Saturday, February 9, 2019

Review: All the Lives We Ever Lived

Katharine Smyth adored her father, even as he sabotaged his relationships and refused to address his alcoholism. He used his charisma and adoration for his daughter to ignore the impact of his addiction and cancer on his family and the way he baited and fought with his wife. And so Katharine loved her difficult father in life and mourned him after he died. In her grief, she looked to a book about complicated relationships that was written after the loss of a parent: Virginia Woolf's To The Lighthouse.

All the Lives We Ever Lived is a slow, meandering read. Smyth writes lovely prose, but the reader has to be content to meander along with her as she carefully finds the parallels between her relationship with her father and the relationships between Virginia Woolf's characters. There are moments when you may have to push yourself to keep reading because there is not a great narrative immediacy, but this is a seamless blend of family memoir and literary criticism.

Katharine Smyth has done a lovely job of writing about what it means to look for answers and for solace. She writes about the limits of truly knowing someone, even a person you have lived with and loved for years. She explores the different ways we grieve, when someone dies and for all the ways our lives could have been different. This is the kind of book that will make you think about your own family, what it means to love someone who makes bad choices, and the books that carry us through our moments of tragedy.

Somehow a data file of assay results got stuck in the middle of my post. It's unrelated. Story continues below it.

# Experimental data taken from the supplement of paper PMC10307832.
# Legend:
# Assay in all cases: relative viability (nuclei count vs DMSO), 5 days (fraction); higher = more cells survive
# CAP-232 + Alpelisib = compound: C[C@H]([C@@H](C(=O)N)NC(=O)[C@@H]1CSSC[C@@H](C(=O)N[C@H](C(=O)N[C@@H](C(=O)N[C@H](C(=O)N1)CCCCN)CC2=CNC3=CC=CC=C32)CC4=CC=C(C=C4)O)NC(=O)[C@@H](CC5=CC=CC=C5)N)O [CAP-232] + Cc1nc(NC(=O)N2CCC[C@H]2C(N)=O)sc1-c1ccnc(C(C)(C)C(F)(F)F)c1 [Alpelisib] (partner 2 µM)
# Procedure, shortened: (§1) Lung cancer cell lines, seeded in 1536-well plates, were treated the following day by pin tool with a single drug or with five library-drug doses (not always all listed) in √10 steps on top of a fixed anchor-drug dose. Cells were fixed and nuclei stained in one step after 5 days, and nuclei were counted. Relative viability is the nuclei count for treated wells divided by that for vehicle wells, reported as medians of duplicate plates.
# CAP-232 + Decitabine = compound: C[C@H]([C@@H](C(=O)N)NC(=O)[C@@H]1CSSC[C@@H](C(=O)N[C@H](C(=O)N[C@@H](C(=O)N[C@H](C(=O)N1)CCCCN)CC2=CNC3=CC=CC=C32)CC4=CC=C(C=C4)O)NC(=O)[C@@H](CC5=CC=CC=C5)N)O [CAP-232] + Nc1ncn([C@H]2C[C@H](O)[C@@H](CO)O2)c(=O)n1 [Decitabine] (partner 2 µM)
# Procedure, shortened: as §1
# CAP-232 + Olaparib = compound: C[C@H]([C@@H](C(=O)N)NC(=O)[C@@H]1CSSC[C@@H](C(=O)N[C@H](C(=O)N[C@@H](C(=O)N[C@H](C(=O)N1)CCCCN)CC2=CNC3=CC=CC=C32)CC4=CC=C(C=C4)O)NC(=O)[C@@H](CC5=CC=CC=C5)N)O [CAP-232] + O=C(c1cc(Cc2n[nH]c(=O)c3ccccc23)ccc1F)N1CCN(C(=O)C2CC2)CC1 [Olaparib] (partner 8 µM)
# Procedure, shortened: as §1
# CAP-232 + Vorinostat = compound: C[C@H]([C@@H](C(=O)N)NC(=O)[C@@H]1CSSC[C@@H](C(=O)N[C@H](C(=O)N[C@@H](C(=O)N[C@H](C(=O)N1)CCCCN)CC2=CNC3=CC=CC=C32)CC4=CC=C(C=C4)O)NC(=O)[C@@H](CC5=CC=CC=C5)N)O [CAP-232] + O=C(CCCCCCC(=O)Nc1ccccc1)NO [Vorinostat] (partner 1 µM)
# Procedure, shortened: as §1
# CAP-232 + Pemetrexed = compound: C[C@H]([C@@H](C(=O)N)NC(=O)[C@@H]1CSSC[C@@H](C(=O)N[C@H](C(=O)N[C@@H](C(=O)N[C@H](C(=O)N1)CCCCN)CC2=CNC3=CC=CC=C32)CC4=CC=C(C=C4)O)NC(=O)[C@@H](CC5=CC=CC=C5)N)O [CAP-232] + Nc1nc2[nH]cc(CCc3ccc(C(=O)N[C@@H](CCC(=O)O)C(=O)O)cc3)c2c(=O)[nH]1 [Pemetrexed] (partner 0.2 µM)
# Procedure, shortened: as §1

All The Lives We Ever Lived:
Seeking Solace in Virginia Woolf
By Katharine Smyth
Crown January 2019
320 pages
Read via Netgalley

1 comment:

  1. I'm intrigued by this one because of the V. Woolf connection, but I'm not sure I'd survive the slow pacing. Maybe I'll just reread To The Lighthouse instead. :)

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